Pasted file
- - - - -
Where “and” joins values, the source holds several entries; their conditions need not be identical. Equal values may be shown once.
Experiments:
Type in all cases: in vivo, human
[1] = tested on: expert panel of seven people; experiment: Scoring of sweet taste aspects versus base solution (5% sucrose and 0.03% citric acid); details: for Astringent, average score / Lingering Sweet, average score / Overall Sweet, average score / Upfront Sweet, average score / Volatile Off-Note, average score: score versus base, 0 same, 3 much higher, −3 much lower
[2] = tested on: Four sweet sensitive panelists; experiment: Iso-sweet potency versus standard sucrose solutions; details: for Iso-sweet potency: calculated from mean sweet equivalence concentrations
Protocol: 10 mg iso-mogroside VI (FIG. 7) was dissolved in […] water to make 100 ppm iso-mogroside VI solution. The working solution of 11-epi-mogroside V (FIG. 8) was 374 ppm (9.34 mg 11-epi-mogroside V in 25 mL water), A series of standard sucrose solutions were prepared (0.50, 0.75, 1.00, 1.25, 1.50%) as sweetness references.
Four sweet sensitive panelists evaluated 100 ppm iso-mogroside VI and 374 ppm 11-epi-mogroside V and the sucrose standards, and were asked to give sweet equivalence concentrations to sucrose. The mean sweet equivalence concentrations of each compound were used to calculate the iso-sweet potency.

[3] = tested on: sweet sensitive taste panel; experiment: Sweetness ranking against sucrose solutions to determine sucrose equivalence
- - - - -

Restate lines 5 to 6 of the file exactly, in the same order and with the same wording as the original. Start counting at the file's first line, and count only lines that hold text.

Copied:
[2] = tested on: Four sweet sensitive panelists; experiment: Iso-sweet potency versus standard sucrose solutions; details: for Iso-sweet potency: calculated from mean sweet equivalence concentrations
Protocol: 10 mg iso-mogroside VI (FIG. 7) was dissolved in […] water to make 100 ppm iso-mogroside VI solution. The working solution of 11-epi-mogroside V (FIG. 8) was 374 ppm (9.34 mg 11-epi-mogroside V in 25 mL water), A series of standard sucrose solutions were prepared (0.50, 0.75, 1.00, 1.25, 1.50%) as sweetness references.